Well… where to begin? Well, there were some decent moments in this opening episode, but there was also a lot of really obnoxious, very “ANIME~~~” type stuff as well, and they grated pretty heavily. This is one of the worse opening episodes of shows I’ve tried to far (I’ve seen K: Return of Kings, The Perfect Insider, Gundam Iron-blooded Orphans, Haikyuu!! S2, High School Star Musical, Dance with Devils, Concrete Revolutio, Comet Lucifer, Magical Somera-chan, Kagewani, and Osomatsu-san), and its definitely the weaker of the mystery shows I’ve tried. Despite it having been one of the shows I anticipated most, this isn’t smelling much like a show I’ll be looking forward to weekly.
One of the biggest issues with this show is that its visual direction seems to have been by two different people who had very different ideas for what they wanted to do and where the show is going. One of them is apparently disappointed they’re not working on Valkyrie Drive -Mermaid-, as we get introduced to a high school girl boobs-first, and the camera tends to cut to her chest whenever she’s the focus rather than her face. I could gripe about rendering female bodies into objects, but its more that its irritating since this isn’t a fanservice show. But, this trend of zooming in on sexual characteristics to the exclusion of faces continues with a bizarre and useless close-up of the male lead’s crotch. I still can’t at all figure out why this choice was made, as its not really fanservice-y nor does it have any discernible storytelling aspect. For a brief moment I felt myself worrying that he was going to wet himself, before I quickly reminded myself that, lol, he’s a male character, of course they’d never do that to him… arguably, it also wouldn’t make much sense in the show, but, then again, zooming in in the first place didn’t make any sense, either.
The second person in this hypothetical “two people doing visual direction” thing is competent at their job; their visual direction makes sense, and they even manage to give us some good stuff a few times. They’re not fantastic, but they don’t feel like they have no idea what they’re trying to accomplish either.
Now, I realize that there’s only one person handling visual direction BUT the fact is that its so Jekyll and Hyde that it may as well be two people.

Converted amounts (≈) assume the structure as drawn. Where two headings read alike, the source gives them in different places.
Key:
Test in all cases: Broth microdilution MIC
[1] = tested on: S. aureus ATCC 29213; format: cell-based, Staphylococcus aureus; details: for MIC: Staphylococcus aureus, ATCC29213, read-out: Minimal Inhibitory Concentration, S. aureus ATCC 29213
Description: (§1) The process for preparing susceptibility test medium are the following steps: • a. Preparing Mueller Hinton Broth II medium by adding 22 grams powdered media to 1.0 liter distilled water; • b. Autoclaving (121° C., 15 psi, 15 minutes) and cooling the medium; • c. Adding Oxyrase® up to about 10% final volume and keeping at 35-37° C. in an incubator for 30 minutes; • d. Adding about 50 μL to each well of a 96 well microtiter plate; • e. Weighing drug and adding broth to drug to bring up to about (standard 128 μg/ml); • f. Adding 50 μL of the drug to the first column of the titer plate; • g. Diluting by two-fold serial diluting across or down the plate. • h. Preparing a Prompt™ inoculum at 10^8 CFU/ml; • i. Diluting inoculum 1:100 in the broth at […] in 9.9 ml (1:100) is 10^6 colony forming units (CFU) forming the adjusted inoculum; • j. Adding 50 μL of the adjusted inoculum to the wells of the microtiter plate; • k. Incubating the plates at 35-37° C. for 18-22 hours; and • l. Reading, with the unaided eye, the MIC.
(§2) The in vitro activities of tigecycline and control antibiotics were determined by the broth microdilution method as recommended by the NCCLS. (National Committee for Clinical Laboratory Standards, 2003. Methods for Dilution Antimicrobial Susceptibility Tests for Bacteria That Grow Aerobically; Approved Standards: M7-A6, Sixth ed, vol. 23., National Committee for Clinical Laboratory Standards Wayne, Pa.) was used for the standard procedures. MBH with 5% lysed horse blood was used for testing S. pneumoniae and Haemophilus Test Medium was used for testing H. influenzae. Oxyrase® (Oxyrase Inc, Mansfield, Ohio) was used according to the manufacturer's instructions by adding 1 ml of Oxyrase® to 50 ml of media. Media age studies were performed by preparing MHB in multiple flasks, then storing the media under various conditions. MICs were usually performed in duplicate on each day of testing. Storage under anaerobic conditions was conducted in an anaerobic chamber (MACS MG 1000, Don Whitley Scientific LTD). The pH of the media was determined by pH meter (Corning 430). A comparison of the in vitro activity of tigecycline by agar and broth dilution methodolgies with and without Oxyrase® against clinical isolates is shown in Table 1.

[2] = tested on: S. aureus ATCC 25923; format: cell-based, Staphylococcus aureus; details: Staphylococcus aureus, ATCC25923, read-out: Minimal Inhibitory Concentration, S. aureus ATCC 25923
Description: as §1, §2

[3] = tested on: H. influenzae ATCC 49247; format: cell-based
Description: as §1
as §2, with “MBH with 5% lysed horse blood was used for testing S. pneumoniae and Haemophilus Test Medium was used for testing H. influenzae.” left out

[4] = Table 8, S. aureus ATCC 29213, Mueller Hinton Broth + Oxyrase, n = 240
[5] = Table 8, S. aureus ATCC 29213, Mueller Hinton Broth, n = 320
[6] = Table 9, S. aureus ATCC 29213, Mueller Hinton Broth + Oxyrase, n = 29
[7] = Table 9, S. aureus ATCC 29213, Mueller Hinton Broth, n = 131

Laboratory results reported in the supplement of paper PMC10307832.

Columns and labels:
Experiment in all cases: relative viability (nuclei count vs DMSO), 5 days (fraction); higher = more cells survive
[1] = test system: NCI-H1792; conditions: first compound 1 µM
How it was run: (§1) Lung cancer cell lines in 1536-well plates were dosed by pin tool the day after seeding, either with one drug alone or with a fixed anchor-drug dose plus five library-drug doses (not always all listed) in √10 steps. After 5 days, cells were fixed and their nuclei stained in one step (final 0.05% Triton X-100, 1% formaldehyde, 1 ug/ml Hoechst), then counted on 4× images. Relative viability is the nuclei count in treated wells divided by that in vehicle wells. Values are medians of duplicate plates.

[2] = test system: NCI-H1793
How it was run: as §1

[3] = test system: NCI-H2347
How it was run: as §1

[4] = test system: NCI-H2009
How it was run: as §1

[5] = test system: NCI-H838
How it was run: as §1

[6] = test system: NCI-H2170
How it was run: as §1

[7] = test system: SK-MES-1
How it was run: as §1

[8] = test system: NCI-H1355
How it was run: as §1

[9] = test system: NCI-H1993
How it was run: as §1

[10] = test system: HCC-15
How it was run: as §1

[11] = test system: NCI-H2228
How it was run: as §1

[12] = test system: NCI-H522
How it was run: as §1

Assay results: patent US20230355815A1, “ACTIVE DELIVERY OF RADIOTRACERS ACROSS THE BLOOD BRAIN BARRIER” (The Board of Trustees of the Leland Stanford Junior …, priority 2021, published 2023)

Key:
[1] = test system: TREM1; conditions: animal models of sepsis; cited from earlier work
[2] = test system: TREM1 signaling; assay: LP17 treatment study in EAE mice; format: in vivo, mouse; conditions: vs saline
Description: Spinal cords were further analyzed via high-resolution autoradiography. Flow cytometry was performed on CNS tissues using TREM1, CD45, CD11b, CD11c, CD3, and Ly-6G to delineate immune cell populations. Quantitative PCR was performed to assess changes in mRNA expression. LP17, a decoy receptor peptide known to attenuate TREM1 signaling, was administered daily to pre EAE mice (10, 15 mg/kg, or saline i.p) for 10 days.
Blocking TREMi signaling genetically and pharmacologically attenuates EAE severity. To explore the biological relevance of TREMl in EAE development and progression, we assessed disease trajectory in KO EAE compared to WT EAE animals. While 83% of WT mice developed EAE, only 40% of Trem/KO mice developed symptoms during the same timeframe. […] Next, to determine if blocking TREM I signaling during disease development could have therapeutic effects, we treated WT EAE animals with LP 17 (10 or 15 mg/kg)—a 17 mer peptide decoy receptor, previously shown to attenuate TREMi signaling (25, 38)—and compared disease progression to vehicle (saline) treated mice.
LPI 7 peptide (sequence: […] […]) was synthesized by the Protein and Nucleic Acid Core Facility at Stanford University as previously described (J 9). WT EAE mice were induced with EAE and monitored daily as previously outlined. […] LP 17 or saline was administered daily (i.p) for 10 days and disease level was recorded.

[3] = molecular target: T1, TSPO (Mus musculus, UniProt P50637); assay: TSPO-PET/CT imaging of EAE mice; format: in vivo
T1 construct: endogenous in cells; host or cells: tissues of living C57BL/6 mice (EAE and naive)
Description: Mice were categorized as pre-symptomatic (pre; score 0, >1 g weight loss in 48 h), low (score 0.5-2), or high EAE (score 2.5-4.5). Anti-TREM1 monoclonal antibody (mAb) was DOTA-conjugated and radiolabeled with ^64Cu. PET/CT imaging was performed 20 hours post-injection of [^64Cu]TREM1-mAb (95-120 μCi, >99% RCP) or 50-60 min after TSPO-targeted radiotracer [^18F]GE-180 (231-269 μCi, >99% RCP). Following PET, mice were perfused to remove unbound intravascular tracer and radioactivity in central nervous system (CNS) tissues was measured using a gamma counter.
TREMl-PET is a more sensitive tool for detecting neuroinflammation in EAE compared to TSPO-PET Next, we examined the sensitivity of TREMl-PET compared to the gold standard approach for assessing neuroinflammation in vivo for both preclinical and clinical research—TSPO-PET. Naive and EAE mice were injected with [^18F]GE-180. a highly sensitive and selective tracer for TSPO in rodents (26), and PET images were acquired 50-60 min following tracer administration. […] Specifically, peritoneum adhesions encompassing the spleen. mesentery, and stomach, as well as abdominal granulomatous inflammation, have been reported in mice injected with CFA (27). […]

The second big issue is Sakurako, and this is another area where there seem to be two different things at war. Is Sakurako a cool, slightly mysterious yet slightly prickly woman? Or is she a bratty, petulant, and spoiled ten year old who is being forced by the adults in the room to share her birthday cake? The show so far wants to have it both ways, and it isn’t a mix that gels. I realize that giving female characters who tend toward cool, dark-haired, and handsome “cute” foibles is not a new concept, but even fairly low-rung shows manage to balance it more competently than this… and, well, and they tend to not be adults in the first place, anyway, so it feels less discordant.
This characterization also means that mid-twenties Sakurako does things like throw a tantrum when the police try to prevent her from bringing the skull of a murder victim home, and Shoutarou gets to be the mature one who steps in to tell her to calm the hell down. Now, this sort of relationship isn’t terribly unusual for a detective-type series – i.e. the somewhat ‘weird’ mystery solver and their normal companion who handles ensuring social niceties. Quite a few recent interpretations of Sherlock Holmes use this approach, Monk did it (perhaps worth noting is that both Elementary and Monk use a very similar set-up, as in both cases a female medical professional enables a mentally ill male detective to do his job), Bones does it (perhaps the best comparison point?!), and there’s even shades of it in the Hercule Poirot books. And this isn’t a bad set-up, necessarily, either. But whereas those other examples all involve adults, in this case we had an adult woman who is supposedly brilliant having her rear end saved by a sixteen year old boy because he’s more mature than she is. So much for being happy to have an adult female lead who looks like she is an adult and also wears clothing that makes sense for her occupation!
*(Actually, which brings something else to mind – that this episode does nothing to demonstrate why Sakurako even bothers to keep Shoutarou around is a misstep. Shoutarou even tells us that Sakurako doesn’t really like people, and Shoutarou seems pretty darn boring; its impossible to figure out why one earth she bothers to keep him around. Sure, he’ll do stuff at her behest, but she’s also wealthy enough to have a housekeeper, so she could surely employ someone to assist her anyway.)
So, what did I like?
In writing this, I’ve realized that I liked just about nothing! I mean, I like murder mysteries, and this piece wasn’t bad, although we barely got anything of it. I liked watching Sakurako explain why she suspected that one murder victim had been killed a century prior to the present-day, and then later on why she suspected that an apparent double-suicide was really a double-murder. Shoutarou wasn’t a terribly interesting boy, but I didn’t dislike him, either. (I despised the episode title.) Sakurako likes driving fast and playing her music loudly, which I can completely relate to. The soundtrack was quite good at points (although also too loud at points as well). *twiddles thumbs* Um, that might be it.
I’ll give it another episode or two, although more because I like mysteries as opposed to any particular strength the show displayed itself.